At my 24-week check-up, I mentioned to my doctor that I thought I was leaking urine. This turned out to be amniotic fluid, and just like that my check-up turned into a check-in. My gynae escorted me to the maternity ward and I could tell from his body language that it could be something serious. As I got onto the hospital bed, I knew this would be my nest until Samuel and Benjamin made their arrival.
My gynae Dr Du Buisson tasked my husband with going home and packing a hospital bag for me and I cancelled my plans to visit family and friends in Johannesburg – I was due to have my baby shower that weekend. There was no beating around the bush, and my usual cheerful and positive self was lost in the severity of the moment. I had to calm down and be grateful that they picked up the problem before I had left for Johannesburg and that there was still time to save both Samuel and Benjamin.
That bed felt like a prison that, in hindsight, I would’ve loved to spend more time in, even if it was just one more day. In our 26th week, Samuel went into distress, most likely due to an infection that had made its way to my uterus. I remember the doctor staring at the printout of the doppler almost hoping it would show different results, but it didn’t. We needed to go in, so that they could save the boys.
I asked the nurse to explain exactly what would happen during the C-section, as we were only due to discuss this part of birth preparation with Dr Du Buisson that weekend. We were also planning a tour to see the NICU because it was clear at that stage that we’d inevitably end up there; however, none of us thought it would be this soon. But some things you cannot choose or control, and you have to play the hand you’ve been dealt.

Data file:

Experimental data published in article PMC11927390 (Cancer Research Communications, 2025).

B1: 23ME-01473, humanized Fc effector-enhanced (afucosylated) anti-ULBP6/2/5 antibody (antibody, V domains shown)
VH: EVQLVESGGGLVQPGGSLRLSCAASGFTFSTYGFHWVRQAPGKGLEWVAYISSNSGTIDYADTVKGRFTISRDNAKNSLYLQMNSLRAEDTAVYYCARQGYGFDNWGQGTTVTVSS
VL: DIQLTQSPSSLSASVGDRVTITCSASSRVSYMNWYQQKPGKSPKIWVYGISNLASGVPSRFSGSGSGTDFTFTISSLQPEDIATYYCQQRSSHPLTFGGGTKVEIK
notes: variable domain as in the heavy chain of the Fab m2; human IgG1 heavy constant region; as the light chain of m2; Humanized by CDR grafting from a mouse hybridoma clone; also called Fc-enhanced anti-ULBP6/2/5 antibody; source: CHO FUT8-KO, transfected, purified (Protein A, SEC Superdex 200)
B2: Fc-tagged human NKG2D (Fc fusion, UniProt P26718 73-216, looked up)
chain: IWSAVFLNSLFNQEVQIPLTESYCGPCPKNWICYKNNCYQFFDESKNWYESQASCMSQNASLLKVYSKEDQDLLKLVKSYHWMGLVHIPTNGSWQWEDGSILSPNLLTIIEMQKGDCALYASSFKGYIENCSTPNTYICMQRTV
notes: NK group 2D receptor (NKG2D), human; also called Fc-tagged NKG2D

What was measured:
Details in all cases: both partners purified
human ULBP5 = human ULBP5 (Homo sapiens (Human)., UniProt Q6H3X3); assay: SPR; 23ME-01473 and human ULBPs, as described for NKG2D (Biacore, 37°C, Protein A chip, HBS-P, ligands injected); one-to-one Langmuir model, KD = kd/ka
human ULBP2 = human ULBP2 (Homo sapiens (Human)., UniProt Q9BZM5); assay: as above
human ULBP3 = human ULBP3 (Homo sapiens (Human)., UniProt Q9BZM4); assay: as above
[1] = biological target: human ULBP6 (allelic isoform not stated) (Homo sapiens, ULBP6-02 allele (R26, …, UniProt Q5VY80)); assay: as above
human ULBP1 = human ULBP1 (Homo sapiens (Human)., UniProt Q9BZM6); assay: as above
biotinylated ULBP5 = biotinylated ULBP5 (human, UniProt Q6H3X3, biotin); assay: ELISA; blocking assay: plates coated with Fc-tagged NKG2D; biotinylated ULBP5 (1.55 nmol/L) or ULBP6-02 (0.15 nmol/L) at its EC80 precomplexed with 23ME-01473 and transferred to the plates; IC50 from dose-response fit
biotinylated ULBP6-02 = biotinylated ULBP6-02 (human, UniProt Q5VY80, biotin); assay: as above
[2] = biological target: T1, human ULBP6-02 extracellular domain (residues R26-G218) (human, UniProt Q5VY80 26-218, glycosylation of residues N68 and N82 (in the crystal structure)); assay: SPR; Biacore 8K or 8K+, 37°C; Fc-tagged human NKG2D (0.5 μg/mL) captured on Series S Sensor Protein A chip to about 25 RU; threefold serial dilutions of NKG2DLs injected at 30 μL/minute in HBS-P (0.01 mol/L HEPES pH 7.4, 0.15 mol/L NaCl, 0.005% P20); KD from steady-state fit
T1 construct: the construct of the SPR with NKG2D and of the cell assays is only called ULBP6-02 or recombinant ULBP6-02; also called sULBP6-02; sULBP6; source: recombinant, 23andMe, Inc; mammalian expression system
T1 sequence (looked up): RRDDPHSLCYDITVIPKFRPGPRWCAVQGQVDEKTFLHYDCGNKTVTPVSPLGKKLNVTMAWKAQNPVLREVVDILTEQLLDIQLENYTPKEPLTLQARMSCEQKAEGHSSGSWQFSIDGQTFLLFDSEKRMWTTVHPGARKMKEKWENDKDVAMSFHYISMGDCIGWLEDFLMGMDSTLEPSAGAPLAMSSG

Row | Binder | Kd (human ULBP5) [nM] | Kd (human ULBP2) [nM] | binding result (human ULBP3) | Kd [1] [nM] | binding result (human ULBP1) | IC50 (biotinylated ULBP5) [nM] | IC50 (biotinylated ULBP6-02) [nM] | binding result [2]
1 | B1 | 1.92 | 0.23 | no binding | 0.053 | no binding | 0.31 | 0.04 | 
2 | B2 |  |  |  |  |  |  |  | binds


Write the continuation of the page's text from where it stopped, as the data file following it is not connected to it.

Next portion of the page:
Our difficult journey didn’t end with the birth. After three months in NICU (94 days) I had only changed three nappies between my two boys and only held them both once for about five minutes each (if it was that long). This might seem insignificant, but these were huge milestones for me.
There was something wrong with both boys’ lungs and their blood tests were sent overseas, but we’re still waiting on the results. Pulmonologist Prof. Goussard suggested they go ahead and do a biopsy on Samuel’s lung – he was chosen because his lungs seemed to be the healthier of our two boys.
Their new set of doctors, Dr Van Eck and Dr O’Ryan, as well as Prof. Goussard explained that Samuel and Benjamin have a rare lung disease called pulmonary interstitial glycogenosis (P.I.G.). At this stage, all we can do is wait – wait for the results of the genetic tests and wait for our boys to get better. They’re being treated by means of ventilation, steroids and other medication in cycles or pulses, each lasting three months. The first pulse has been done; the next two will take place in NICU, so we still have a long way to go.
At this moment, our faith and patience are being tested to the extreme but even after all the lows I still have faith. I still have hope and I’m still waiting for that ultimate high of bringing my boys home, even if it means bringing them home with oxygen tanks or, even worse, machines to assist them with breathing.
I am holding out for my ultimate high!
Written by Siske van Niekerk.